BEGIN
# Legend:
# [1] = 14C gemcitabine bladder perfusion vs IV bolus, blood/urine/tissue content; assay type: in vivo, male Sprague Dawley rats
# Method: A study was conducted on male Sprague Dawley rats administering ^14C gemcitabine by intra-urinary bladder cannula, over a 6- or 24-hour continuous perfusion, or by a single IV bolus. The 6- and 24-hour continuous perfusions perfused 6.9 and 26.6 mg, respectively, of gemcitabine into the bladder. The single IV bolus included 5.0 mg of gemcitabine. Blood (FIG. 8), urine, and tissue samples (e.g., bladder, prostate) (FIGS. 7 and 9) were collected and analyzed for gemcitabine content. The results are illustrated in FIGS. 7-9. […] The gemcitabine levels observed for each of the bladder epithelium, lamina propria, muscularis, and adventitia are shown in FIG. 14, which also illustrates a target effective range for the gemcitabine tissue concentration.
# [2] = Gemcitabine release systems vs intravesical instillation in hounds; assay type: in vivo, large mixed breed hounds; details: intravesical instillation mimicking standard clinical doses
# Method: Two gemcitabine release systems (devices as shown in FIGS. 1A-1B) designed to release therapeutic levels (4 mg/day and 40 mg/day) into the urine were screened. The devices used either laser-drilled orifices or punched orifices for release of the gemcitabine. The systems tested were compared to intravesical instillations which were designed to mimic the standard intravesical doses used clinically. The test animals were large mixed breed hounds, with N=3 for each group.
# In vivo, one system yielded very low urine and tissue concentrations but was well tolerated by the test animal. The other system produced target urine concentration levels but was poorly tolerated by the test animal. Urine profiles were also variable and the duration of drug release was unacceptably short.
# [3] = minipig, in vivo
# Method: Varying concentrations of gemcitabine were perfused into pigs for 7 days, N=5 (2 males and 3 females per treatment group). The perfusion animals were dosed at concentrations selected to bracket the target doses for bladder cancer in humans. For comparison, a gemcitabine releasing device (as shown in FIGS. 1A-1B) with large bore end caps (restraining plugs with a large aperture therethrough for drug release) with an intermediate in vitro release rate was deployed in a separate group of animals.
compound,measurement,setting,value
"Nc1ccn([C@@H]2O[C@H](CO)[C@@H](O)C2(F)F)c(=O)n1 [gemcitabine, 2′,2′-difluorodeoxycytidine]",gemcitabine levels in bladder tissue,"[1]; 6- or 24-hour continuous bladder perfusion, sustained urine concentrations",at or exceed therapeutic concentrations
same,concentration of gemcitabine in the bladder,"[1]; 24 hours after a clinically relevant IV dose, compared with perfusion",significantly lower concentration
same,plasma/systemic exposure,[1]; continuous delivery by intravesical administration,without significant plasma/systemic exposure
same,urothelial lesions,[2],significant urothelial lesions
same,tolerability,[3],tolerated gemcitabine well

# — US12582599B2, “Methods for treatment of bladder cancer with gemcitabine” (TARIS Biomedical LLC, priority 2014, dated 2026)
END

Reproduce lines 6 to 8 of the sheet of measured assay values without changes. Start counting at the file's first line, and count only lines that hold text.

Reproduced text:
# In vivo, one system yielded very low urine and tissue concentrations but was well tolerated by the test animal. The other system produced target urine concentration levels but was poorly tolerated by the test animal. Urine profiles were also variable and the duration of drug release was unacceptably short.
# [3] = minipig, in vivo
# Method: Varying concentrations of gemcitabine were perfused into pigs for 7 days, N=5 (2 males and 3 females per treatment group). The perfusion animals were dosed at concentrations selected to bracket the target doses for bladder cancer in humans. For comparison, a gemcitabine releasing device (as shown in FIGS. 1A-1B) with large bore end caps (restraining plugs with a large aperture therethrough for drug release) with an intermediate in vitro release rate was deployed in a separate group of animals.